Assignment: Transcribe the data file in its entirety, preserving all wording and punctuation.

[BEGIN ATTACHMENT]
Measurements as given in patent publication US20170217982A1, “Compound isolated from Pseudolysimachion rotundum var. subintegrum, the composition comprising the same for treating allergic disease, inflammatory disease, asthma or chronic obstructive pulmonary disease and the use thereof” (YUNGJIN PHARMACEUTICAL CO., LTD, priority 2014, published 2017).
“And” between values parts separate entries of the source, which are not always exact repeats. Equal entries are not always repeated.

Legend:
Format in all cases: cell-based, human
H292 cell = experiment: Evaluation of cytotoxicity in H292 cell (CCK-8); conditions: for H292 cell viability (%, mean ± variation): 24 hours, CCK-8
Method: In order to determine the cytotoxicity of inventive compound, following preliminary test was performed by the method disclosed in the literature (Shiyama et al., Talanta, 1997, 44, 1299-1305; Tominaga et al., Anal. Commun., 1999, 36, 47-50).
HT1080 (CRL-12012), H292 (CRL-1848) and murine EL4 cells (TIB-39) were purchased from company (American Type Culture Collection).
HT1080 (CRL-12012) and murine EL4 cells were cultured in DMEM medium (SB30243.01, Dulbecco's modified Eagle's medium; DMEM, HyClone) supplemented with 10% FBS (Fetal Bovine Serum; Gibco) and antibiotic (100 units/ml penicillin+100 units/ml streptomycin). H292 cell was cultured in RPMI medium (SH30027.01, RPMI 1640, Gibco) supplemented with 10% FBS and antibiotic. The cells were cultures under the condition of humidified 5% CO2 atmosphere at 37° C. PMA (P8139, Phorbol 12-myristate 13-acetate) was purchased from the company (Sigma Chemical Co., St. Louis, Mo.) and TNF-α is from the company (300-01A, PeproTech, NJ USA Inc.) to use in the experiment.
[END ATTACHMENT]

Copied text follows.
Measurements as given in patent publication US20170217982A1, “Compound isolated from Pseudolysimachion rotundum var. subintegrum, the composition comprising the same for treating allergic disease, inflammatory disease, asthma or chronic obstructive pulmonary disease and the use thereof” (YUNGJIN PHARMACEUTICAL CO., LTD, priority 2014, published 2017).
“And” between values parts separate entries of the source, which are not always exact repeats. Equal entries are not always repeated.

Legend:
Format in all cases: cell-based, human
H292 cell = experiment: Evaluation of cytotoxicity in H292 cell (CCK-8); conditions: for H292 cell viability (%, mean ± variation): 24 hours, CCK-8
Method: In order to determine the cytotoxicity of inventive compound, following preliminary test was performed by the method disclosed in the literature (Shiyama et al., Talanta, 1997, 44, 1299-1305; Tominaga et al., Anal. Commun., 1999, 36, 47-50).
HT1080 (CRL-12012), H292 (CRL-1848) and murine EL4 cells (TIB-39) were purchased from company (American Type Culture Collection).
HT1080 (CRL-12012) and murine EL4 cells were cultured in DMEM medium (SB30243.01, Dulbecco's modified Eagle's medium; DMEM, HyClone) supplemented with 10% FBS (Fetal Bovine Serum; Gibco) and antibiotic (100 units/ml penicillin+100 units/ml streptomycin). H292 cell was cultured in RPMI medium (SH30027.01, RPMI 1640, Gibco) supplemented with 10% FBS and antibiotic. The cells were cultures under the condition of humidified 5% CO2 atmosphere at 37° C. PMA (P8139, Phorbol 12-myristate 13-acetate) was purchased from the company (Sigma Chemical Co., St. Louis, Mo.) and TNF-α is from the company (300-01A, PeproTech, NJ USA Inc.) to use in the experiment.